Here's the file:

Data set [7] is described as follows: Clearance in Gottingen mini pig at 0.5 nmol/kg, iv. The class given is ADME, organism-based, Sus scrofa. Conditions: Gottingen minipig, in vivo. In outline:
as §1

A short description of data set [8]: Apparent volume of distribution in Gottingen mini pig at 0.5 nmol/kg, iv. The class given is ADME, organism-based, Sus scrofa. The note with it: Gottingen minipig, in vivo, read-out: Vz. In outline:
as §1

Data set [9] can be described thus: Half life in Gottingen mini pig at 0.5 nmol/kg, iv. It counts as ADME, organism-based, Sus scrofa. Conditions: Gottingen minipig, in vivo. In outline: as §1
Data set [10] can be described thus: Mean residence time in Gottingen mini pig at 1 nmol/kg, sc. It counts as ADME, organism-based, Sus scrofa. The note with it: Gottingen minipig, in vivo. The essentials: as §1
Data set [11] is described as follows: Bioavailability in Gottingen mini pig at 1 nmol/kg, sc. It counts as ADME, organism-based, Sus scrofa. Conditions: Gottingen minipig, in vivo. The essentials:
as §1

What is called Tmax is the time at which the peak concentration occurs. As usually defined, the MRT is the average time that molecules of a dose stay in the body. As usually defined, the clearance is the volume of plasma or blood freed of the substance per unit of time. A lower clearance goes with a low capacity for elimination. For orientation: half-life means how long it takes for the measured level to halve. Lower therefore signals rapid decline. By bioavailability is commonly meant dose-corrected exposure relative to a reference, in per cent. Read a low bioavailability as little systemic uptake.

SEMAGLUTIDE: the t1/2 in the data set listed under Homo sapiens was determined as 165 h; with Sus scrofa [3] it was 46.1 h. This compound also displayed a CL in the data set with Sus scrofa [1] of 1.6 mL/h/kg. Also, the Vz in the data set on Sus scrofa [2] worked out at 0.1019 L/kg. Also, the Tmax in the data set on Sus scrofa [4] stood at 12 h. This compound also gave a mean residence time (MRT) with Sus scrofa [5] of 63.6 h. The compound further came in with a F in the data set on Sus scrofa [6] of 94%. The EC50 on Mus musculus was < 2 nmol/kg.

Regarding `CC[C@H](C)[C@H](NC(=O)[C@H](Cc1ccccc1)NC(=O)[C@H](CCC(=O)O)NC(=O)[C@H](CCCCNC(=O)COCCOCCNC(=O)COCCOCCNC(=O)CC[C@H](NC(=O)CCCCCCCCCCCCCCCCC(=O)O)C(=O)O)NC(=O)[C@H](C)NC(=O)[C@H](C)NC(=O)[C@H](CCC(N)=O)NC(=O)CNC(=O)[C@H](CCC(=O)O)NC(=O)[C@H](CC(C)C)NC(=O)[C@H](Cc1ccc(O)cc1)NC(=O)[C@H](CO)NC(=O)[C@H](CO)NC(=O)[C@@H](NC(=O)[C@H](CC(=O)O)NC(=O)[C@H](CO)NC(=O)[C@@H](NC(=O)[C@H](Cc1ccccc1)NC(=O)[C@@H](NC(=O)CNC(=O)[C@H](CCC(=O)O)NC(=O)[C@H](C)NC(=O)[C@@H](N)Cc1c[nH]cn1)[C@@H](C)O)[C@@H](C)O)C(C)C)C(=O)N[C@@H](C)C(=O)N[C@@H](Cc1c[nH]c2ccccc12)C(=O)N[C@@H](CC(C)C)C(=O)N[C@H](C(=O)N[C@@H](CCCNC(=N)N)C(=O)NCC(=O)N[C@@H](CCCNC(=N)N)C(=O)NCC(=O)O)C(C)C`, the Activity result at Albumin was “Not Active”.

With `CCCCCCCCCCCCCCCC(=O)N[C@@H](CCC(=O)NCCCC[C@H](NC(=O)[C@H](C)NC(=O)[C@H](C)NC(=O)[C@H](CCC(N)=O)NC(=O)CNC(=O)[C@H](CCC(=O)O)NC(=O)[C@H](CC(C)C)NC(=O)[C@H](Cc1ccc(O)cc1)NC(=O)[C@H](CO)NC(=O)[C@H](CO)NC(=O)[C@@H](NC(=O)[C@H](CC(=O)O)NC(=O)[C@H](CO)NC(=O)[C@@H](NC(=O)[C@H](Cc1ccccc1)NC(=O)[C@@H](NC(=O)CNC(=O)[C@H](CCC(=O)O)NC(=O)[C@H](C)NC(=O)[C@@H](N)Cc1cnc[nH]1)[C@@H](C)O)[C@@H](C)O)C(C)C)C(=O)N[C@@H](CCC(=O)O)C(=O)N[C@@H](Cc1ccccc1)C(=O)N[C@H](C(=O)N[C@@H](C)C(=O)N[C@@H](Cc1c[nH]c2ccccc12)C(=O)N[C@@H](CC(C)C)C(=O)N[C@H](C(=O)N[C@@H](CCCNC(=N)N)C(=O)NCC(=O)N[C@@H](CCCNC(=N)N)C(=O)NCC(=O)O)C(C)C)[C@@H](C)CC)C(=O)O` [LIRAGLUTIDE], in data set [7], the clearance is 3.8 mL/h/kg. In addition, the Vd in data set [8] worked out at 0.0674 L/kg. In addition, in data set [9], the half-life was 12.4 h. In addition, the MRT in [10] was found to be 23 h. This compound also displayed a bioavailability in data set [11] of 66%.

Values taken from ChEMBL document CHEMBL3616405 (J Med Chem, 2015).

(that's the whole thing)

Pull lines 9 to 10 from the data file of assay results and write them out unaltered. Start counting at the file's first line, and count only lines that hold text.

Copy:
What is called Tmax is the time at which the peak concentration occurs. As usually defined, the MRT is the average time that molecules of a dose stay in the body. As usually defined, the clearance is the volume of plasma or blood freed of the substance per unit of time. A lower clearance goes with a low capacity for elimination. For orientation: half-life means how long it takes for the measured level to halve. Lower therefore signals rapid decline. By bioavailability is commonly meant dose-corrected exposure relative to a reference, in per cent. Read a low bioavailability as little systemic uptake.

SEMAGLUTIDE: the t1/2 in the data set listed under Homo sapiens was determined as 165 h; with Sus scrofa [3] it was 46.1 h. This compound also displayed a CL in the data set with Sus scrofa [1] of 1.6 mL/h/kg. Also, the Vz in the data set on Sus scrofa [2] worked out at 0.1019 L/kg. Also, the Tmax in the data set on Sus scrofa [4] stood at 12 h. This compound also gave a mean residence time (MRT) with Sus scrofa [5] of 63.6 h. The compound further came in with a F in the data set on Sus scrofa [6] of 94%. The EC50 on Mus musculus was < 2 nmol/kg.